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Santa Monica Commission Approves Movie Theater Liquor, Medical Facility

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Kutcher & Kozal, LLP

Convention and Visitors Bureau Santa Monica

By Jonathan Friedman
Associate Editor

November 20, 2015 -- Without any discussion, the Santa Monica Planning Commission on Wednesday approved a request by AMC Theaters to serve alcohol at its seven-screen cinema on the Third Street Promenade.

AMC alcohol service will be limited to movie customers in a bar area located away from where other drinks and food are purchased, according to a City staff report. There will be no seats at the bar.

This is the third Santa Movie theater complex to be approved for alcohol use. Approvals were also granted for the new ArcLight Cinemas at Santa Monica Place (opening this month) and Laemmle on Second Street that is closed while under renovation.

The commission also approved alcohol service, again without discussion, for Umani Burger, which will soon move a few doors down to a larger location on Broadway.

Also on Wednesday, the commission voted in favor of allowing a three-story designated landmark on Arizona Avenue off 22nd Street known as the Doctors Building to operate as a medical facility despite being zoned for residential use.

The three-story white structure with a curved entrance was constructed in the early 1950s as a medical facility. It was designated as a landmark in 2009.

It has been vacant since 2013 and was recently purchased by the Saint John’s Health Center Foundation.

After some interior changes to the building, the structure will open for use by the Pacific Neuroscience Institute, which the head of the foundation told the City Council last year features “world-class physicians” who provide specialized brain tumor surgery, among other services.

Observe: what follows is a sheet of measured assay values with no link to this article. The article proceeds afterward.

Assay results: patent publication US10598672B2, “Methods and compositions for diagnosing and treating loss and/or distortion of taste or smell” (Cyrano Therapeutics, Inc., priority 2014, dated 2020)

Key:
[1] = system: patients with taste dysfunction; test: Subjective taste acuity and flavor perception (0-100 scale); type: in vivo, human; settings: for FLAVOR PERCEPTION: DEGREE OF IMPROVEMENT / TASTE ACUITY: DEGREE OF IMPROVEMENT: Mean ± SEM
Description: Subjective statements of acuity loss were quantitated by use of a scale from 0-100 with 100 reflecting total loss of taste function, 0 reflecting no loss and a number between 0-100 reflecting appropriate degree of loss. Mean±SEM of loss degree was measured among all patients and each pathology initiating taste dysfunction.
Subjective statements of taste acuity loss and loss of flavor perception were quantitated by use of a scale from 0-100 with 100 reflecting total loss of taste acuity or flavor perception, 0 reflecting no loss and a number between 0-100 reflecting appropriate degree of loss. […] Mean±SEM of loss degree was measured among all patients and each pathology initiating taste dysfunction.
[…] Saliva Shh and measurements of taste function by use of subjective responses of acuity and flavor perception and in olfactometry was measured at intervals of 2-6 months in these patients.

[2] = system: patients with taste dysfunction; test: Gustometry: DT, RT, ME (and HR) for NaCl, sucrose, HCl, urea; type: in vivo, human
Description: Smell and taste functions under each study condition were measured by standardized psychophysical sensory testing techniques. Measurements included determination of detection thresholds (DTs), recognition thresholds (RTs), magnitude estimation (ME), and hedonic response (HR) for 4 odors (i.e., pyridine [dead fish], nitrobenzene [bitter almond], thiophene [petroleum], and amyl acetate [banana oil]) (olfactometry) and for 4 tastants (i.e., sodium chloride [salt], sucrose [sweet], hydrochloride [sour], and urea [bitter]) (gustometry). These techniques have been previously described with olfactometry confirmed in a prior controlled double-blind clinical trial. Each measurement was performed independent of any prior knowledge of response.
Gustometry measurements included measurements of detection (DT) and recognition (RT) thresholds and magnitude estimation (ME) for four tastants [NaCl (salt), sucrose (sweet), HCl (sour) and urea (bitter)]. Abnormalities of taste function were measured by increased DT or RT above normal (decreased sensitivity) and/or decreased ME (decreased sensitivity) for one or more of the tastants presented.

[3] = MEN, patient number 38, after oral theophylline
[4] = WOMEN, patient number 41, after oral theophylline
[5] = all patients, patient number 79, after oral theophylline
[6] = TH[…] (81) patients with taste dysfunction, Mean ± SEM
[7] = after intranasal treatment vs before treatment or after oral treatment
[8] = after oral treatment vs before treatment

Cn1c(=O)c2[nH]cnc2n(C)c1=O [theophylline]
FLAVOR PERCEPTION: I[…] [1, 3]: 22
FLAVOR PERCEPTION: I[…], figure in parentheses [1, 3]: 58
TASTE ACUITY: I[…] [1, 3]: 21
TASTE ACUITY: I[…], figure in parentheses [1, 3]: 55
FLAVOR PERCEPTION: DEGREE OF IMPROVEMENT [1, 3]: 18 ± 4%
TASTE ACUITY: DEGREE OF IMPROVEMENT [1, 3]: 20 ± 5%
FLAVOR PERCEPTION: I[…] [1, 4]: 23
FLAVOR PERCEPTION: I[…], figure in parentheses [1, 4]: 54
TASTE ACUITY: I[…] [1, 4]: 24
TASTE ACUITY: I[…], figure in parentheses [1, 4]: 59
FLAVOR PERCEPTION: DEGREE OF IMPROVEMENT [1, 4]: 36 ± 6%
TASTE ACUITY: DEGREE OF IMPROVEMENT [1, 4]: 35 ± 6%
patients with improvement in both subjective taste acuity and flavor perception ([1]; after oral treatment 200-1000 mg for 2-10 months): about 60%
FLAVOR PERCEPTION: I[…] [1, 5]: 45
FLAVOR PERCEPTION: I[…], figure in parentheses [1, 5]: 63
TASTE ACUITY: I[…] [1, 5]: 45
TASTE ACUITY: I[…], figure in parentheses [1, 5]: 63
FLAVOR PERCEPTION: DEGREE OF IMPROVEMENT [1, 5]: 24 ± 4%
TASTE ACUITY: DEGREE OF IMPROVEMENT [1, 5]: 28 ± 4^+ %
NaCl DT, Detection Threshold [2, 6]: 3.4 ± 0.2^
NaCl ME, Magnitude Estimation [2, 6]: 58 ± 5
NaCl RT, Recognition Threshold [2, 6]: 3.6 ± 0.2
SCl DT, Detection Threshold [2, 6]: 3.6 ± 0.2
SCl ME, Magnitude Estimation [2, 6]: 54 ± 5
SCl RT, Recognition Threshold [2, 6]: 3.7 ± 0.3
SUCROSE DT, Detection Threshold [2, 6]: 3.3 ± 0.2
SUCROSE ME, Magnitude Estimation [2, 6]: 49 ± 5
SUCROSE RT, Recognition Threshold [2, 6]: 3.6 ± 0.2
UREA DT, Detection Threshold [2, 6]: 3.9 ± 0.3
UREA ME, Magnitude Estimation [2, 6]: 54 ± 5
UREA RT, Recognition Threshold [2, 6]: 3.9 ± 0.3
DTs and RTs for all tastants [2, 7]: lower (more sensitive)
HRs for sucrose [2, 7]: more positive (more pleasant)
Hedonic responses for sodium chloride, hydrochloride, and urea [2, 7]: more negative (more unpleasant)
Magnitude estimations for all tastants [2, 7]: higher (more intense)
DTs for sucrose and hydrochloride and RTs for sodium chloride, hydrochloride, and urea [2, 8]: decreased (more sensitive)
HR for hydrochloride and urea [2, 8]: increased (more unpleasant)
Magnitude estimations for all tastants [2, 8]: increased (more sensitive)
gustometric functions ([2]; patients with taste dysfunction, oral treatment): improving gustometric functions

Much of the commission discussion prior to the unanimous vote in favor of the conditional-use permit for medical use focused on the hours of operation because the building is in a residential area, although one located across the street from Saint John’s Health Center.

“We have to strike the balance between sympathy for the doctors and sympathy for the residents,” Commission Chair Richard McKinnon said.

Commissioner Jennifer Kennedy also noted that the residents near this building are facing the hospital’s emergency room.

“They are subjected to noise and interruptions unexpectedly at all hours of the day seven days a week,” she said. “So, in my opinion that doesn’t mean we have to intensify it just because they already experiencing it.”

The commission settled on a time frame of 7 a.m. to 6:30 p.m. on weekdays and 8 a.m. to 1 p.m. on Saturday.

In addition to modifications to the interior of the building, there are plans to make some minor changes to the area, including adding two bicycle racks at the front entrance and landscaping medians.

“The proposed project would be compatible with the surrounding neighborhood in that it will continue the same legal non-conforming land use which has been established since 1947” when the permit was approved, the staff report states.

The Landmarks Commission and Architectural Review Board will need to further review the project plans.

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